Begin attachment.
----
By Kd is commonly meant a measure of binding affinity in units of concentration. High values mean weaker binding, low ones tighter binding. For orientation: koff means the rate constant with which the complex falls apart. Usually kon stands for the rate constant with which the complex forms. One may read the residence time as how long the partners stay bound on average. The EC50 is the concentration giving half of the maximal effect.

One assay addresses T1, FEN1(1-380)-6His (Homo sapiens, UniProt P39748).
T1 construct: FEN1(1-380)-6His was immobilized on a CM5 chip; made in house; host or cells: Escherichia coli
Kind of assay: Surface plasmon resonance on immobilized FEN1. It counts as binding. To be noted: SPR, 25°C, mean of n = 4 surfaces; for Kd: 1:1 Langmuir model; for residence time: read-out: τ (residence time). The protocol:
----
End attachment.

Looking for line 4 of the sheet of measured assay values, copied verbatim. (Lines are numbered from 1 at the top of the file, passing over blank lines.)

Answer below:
Kind of assay: Surface plasmon resonance on immobilized FEN1. It counts as binding. To be noted: SPR, 25°C, mean of n = 4 surfaces; for Kd: 1:1 Langmuir model; for residence time: read-out: τ (residence time). The protocol: